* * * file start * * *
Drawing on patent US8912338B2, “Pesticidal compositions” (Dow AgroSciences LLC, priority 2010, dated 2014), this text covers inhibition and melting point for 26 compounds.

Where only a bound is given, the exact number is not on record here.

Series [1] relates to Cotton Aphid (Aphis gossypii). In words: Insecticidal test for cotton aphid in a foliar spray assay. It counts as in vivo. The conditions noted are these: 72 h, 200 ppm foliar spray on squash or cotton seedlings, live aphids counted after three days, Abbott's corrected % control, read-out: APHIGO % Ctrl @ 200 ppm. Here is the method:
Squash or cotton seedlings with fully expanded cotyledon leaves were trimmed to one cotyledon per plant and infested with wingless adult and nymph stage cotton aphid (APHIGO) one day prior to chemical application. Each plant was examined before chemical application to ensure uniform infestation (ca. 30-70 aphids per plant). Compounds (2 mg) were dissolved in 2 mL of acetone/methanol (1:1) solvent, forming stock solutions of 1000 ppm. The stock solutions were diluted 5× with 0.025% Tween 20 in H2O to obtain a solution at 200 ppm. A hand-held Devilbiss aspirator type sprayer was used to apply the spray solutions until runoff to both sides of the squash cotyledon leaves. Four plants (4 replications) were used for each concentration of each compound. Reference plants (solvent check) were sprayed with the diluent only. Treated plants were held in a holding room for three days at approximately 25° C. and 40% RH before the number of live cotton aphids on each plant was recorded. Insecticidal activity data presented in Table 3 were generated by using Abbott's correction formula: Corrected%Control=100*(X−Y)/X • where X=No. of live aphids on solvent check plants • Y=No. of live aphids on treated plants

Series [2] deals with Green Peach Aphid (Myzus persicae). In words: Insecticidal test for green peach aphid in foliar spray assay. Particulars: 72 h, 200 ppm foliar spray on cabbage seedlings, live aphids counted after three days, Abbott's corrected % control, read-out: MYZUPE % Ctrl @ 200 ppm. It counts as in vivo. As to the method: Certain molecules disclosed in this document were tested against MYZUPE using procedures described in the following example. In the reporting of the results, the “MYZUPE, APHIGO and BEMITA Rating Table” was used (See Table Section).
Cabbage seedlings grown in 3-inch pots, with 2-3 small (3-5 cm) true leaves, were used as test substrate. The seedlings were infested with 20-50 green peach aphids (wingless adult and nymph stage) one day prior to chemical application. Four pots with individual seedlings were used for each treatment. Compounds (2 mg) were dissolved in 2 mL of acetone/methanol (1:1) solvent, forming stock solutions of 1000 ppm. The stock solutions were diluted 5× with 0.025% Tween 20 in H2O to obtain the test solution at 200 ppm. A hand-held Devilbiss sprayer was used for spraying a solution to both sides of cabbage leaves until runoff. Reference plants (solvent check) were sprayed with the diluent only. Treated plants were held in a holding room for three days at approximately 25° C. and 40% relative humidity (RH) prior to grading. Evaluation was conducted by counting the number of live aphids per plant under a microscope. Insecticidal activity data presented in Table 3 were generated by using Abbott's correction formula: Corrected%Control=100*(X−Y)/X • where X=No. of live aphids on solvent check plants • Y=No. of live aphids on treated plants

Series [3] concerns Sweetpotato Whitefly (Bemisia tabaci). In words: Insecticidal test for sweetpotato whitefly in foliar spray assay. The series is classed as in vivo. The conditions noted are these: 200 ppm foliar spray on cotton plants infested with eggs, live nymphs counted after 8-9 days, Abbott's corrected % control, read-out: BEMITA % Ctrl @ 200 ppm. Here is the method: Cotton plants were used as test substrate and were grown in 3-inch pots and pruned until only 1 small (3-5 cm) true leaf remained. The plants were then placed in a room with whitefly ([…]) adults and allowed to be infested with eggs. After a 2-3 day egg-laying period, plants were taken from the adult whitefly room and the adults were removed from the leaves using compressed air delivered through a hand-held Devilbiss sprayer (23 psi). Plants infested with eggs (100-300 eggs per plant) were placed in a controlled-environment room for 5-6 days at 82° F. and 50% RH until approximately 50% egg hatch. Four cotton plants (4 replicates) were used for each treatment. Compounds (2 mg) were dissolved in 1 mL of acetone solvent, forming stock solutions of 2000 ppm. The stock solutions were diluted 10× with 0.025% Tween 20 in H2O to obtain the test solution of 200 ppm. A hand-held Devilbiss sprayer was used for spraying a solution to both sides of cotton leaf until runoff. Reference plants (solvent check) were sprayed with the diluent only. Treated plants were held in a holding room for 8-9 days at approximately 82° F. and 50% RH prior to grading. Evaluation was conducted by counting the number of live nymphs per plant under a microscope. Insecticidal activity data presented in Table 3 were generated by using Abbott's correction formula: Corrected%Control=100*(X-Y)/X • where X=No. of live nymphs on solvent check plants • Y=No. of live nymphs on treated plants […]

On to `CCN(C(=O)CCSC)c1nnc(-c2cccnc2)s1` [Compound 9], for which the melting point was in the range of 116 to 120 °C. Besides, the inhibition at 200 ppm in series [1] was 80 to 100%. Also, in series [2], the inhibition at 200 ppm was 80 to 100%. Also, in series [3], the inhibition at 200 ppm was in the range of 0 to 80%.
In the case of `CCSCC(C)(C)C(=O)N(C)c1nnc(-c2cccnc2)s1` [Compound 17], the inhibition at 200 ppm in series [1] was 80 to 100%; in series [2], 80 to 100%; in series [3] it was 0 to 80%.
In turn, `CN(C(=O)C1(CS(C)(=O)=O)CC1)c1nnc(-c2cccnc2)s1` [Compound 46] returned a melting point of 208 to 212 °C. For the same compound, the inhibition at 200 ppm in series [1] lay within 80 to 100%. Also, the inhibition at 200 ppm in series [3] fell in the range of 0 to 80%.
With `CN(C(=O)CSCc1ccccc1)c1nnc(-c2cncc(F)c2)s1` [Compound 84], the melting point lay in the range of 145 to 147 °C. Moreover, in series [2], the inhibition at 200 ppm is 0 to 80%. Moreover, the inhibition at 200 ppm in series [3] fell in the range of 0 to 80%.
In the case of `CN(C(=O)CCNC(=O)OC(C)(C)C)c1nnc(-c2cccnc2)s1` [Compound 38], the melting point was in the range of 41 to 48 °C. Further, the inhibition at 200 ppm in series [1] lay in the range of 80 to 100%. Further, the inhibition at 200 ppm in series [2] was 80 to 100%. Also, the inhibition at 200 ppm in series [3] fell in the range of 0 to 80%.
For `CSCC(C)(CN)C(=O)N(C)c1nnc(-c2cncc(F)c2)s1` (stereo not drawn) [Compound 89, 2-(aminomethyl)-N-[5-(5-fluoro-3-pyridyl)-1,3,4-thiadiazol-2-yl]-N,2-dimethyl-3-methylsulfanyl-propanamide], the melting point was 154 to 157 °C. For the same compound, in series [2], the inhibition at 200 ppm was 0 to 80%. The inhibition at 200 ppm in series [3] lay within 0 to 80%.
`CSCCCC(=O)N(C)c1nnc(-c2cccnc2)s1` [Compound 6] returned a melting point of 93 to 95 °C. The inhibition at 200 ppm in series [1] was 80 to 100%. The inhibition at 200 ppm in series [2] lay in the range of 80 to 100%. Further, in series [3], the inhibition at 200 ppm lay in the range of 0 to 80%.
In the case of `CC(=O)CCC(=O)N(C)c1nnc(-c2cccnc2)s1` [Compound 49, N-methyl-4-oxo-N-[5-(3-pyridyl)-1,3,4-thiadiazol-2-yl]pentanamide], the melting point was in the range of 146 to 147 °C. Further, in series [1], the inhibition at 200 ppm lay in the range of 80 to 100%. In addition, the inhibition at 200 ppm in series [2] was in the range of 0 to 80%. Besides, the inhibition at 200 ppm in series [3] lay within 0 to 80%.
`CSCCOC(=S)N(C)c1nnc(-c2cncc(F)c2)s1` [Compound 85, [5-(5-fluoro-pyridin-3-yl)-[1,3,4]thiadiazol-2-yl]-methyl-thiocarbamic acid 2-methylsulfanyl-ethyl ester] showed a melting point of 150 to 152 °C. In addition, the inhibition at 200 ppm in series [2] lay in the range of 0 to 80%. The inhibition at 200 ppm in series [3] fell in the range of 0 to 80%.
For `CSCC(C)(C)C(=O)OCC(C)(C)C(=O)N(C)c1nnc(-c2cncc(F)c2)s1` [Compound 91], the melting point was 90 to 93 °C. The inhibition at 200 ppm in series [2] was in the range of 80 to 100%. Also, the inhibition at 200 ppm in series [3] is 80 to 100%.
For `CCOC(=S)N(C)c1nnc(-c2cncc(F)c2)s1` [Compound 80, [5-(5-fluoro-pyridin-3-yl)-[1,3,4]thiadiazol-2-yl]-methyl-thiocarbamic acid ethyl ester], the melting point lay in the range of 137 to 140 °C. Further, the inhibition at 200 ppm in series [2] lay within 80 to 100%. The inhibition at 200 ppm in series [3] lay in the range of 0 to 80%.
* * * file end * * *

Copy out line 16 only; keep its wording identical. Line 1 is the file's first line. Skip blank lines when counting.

`CSCCOC(=S)N(C)c1nnc(-c2cncc(F)c2)s1` [Compound 85, [5-(5-fluoro-pyridin-3-yl)-[1,3,4]thiadiazol-2-yl]-methyl-thiocarbamic acid 2-methylsulfanyl-ethyl ester] showed a melting point of 150 to 152 °C. In addition, the inhibition at 200 ppm in series [2] lay in the range of 0 to 80%. The inhibition at 200 ppm in series [3] fell in the range of 0 to 80%.